What is The Difference in Tax Planning and Tax Preparation?

As the April sunshine harkens another spring, tax time rises once again. Welcome to tax season! While not as pretty as dawn-tinted tulips and golden peonies leaping from planter boxes in the yard, tax time is one of the most important times of the year.

For most people, they scramble to get their W-2 documents in order to send to the IRS before April 15. That requires sifting through paperwork, answering questions, and filling in information, a process known as tax preparation. But is there more to taxes than the endless loop of paperwork and Social Security numbers?


Tax planning encourages people to proactively seek ways to approach their taxes in a way that will optimize their financial strategy which is a more nuanced and forward-thinking practice.

How do tax preparation and tax planning interact with each other?

In this post, I’d like to distinguish the differences between tax planning and tax preparation and the ways that they can work together to encourage a comprehensive, forward-thinking tax strategy.

What Is Tax Preparation?

Tax preparation is the practice of filling out the paperwork required by the IRS to complete your taxes. This work is often completed by an accountant or tax professional who both assembles and helps you file your taxes for the current year. Your accountant will be fluent in tax law, and IRS regulations, and filling out forms which will help ensure your paperwork is all completed and filed correctly. Accuracy is really important when filing taxes and avoiding errors can help save you time and money over the years.

This process usually requires you to meet with your accountant or tax specialist once, maybe twice per year during peak tax time. Your tax professional will be able to help answer most basic questions you have about the filing process itself and offer rudimentary advice on savings tactics, but they will not be able to help you devise an overall tax strategy to help you save more over time.

Why not?

It is not because they don’t want to see you do well, it is just that creating a comprehensive strategy is a completely different task that requires much more time, research, and attention. When assembling tax documents from the previous year, you are looking backward. You look back at your work history, charitable giving, and other deductions. Tax preparation is looking backward, whereas tax planning is looking forward.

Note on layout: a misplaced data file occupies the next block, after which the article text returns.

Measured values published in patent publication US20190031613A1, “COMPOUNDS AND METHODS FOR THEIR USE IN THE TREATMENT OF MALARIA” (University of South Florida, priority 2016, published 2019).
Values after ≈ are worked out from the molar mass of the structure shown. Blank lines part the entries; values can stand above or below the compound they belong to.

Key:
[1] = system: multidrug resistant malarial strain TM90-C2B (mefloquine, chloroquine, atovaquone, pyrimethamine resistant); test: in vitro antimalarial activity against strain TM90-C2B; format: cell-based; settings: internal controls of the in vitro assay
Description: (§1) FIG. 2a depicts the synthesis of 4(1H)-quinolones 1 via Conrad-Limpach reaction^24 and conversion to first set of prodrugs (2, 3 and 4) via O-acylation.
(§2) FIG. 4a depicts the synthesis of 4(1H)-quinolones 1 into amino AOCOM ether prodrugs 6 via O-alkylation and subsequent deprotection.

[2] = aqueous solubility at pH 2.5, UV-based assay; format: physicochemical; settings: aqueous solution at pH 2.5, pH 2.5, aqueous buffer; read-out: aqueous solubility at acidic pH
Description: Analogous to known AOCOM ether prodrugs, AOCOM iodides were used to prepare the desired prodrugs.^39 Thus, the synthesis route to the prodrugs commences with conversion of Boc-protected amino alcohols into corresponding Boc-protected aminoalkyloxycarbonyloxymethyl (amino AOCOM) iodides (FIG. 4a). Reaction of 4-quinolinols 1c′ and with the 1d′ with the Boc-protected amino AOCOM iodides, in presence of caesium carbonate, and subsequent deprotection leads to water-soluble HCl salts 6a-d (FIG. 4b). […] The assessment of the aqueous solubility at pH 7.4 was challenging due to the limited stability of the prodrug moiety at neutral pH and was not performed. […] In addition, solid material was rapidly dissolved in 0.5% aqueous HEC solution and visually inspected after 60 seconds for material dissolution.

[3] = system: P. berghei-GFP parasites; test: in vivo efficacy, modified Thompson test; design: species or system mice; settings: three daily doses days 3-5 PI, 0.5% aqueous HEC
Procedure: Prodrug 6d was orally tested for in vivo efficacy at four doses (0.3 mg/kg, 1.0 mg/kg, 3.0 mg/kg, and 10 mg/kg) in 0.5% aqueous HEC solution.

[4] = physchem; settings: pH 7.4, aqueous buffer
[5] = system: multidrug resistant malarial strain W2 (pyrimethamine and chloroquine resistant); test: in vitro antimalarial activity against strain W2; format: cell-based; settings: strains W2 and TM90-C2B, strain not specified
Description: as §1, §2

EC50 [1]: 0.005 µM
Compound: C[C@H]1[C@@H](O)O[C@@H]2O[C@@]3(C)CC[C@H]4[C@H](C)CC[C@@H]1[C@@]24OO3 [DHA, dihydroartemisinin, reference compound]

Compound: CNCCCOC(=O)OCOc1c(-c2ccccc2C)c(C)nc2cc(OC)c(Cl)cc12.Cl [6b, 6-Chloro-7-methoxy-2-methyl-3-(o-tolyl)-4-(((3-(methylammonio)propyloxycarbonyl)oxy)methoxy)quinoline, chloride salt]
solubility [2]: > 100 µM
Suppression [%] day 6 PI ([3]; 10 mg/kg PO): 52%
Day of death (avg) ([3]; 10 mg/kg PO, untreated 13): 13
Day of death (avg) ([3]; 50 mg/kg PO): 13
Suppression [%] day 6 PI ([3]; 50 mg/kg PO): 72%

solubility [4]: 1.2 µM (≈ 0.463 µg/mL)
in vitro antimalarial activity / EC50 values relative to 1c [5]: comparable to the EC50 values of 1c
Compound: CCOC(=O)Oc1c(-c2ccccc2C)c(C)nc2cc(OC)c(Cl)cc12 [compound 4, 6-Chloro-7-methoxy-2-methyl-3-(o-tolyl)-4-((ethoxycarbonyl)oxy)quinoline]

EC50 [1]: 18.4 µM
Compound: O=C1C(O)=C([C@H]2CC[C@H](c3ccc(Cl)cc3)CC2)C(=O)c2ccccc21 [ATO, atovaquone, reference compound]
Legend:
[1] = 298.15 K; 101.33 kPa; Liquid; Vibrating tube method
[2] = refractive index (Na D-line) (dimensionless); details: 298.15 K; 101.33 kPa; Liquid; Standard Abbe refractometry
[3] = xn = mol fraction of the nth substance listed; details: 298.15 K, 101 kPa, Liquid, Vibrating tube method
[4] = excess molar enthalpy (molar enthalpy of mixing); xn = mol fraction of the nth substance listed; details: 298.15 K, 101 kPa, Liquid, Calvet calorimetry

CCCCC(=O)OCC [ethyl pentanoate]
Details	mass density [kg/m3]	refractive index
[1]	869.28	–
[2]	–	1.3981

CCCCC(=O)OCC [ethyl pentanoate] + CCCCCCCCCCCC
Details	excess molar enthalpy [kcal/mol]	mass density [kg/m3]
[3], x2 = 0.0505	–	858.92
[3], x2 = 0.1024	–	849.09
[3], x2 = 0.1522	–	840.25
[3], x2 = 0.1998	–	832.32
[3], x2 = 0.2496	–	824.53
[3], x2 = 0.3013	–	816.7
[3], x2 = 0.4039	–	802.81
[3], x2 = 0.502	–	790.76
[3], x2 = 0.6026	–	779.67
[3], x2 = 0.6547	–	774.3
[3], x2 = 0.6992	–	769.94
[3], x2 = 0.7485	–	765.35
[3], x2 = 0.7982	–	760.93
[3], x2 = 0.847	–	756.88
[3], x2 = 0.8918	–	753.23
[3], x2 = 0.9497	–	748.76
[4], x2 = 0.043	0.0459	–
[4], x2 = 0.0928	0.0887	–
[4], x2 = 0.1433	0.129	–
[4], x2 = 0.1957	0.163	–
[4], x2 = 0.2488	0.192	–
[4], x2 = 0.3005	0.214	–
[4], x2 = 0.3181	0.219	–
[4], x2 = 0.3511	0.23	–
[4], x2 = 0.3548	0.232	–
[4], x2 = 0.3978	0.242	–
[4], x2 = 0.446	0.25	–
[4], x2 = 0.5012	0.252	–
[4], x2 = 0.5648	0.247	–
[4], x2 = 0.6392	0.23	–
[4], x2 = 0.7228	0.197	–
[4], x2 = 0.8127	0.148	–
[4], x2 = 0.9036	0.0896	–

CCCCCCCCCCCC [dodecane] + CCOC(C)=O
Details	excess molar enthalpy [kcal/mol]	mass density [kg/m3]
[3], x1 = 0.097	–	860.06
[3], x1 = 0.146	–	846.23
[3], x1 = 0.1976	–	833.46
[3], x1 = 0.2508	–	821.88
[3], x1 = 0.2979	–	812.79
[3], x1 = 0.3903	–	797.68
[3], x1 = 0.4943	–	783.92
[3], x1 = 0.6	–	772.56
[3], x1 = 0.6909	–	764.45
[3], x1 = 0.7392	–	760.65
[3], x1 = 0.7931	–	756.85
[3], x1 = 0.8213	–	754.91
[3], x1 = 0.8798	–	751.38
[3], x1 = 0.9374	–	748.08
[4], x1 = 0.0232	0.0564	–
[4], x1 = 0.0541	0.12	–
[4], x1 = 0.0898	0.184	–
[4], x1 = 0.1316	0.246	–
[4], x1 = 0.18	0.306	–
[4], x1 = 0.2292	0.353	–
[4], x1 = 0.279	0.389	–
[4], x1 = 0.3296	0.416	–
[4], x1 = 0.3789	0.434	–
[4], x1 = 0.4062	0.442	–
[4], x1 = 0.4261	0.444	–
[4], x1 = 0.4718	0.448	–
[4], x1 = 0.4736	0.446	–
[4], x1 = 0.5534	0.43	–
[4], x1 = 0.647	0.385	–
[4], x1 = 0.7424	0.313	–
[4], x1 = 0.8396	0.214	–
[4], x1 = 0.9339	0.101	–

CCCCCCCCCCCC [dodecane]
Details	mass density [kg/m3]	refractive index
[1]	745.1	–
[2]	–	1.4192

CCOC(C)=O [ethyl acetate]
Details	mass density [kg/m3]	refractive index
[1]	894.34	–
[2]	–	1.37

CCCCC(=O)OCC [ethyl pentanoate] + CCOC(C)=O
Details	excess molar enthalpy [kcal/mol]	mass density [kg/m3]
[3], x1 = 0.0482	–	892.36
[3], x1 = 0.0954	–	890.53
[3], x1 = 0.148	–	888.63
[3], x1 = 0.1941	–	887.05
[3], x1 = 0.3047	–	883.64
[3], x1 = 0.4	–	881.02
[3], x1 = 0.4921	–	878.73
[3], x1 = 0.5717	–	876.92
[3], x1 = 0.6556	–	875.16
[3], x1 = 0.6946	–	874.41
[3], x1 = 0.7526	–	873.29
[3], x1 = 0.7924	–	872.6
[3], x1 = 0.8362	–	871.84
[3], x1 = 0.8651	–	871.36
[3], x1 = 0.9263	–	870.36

What Is Tax Planning?

Tax planning is a comprehensive financial strategy that helps build healthy financial practices and forward-thinking tax strategies over time. This process will require you to meet with your financial advisor many times throughout the year to establish your financial goals and how to act according to those goals.

When tax planning, your financial vision comes first. You assess your financial landscape as a whole including your debts, assets, and goals to help shape your future trajectory. Tax planning, therefore, is less focused on your physical tax return, and more focused on practices that will help save you more on that return in the future.

Tax planning occurs more frequently than every April. It is an ongoing process that shifts as you change and grow. It encourages you to be proactive about your finances and what you want to achieve in your life.

There are many practices that are involved in forward-thinking tax-strategies including:

  • Retirement accounts
  • Converting to a Roth IRA
  • Maximizing Charitable Giving
  • Awareness of Tax Bracket
  • Diverse Savings Channels
  • Understand Tax Loss Harvesting
  • Accelerating ExpensesRisk Tolerance and Portfolio Assessment

This list is a sampling of the many elements involved in tax planning. The important thing to remember is that tax planning looks at the full picture, whereas tax preparation only looks at one part of it. When you prioritize tax planning, you allow yourself to continue looking ahead and planning for your financial future.

A Financial Planner Can Help

When you work with a fiduciary, fee-only financial planner, you know that your interests and goals take first priority and will never slip from that spot. We are legally obligated to offer unbiased advice that has your best interest at heart, which is something we love to do and pride ourselves on!

Your tax strategy is an important facet of your financial plan. By working with a financial planner, you will have the opportunity to maximize your tax strategy by receiving customizedcustmoized advice based on your values and goals.

By having a solid tax planning strategy, your tax preparation will greatly benefit. When they work together, they provide the most comprehensive approach to your taxes by saving you money and keeping you in line with the IRS rules and regulations. It is important to employ both tax preparation and tax planning into your overall financial practices.

We love talking about taxes over here! If you would like to start thinking about proactive tax strategies, give us a call!

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